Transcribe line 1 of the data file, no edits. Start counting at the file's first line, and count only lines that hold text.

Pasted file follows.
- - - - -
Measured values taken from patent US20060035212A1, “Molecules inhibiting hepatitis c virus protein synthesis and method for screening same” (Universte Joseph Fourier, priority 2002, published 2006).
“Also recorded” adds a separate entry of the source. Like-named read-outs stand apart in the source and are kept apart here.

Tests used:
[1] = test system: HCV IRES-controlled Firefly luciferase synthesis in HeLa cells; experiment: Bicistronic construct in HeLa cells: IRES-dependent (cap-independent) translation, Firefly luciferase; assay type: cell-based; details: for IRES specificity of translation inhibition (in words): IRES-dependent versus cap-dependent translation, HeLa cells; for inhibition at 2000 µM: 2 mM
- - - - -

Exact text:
Measured values taken from patent US20060035212A1, “Molecules inhibiting hepatitis c virus protein synthesis and method for screening same” (Universte Joseph Fourier, priority 2002, published 2006).